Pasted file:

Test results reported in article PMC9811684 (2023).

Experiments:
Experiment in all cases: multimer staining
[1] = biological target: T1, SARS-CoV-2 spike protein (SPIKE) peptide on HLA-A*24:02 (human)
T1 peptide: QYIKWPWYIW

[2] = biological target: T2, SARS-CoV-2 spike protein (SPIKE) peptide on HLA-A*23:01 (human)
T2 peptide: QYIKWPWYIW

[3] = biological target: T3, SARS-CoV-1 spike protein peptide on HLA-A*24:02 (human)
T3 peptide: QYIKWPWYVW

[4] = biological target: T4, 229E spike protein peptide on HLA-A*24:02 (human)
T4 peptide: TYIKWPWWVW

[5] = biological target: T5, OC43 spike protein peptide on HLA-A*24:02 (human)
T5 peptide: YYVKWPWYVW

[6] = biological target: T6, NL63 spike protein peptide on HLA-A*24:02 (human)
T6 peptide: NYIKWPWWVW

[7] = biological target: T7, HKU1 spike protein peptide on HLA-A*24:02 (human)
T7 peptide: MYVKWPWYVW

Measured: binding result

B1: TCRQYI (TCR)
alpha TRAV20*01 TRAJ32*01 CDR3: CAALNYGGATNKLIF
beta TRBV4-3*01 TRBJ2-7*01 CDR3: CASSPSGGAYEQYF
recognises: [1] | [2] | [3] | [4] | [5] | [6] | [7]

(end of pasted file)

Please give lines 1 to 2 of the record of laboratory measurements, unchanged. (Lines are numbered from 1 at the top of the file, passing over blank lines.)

Test results reported in article PMC9811684 (2023).

Experiments: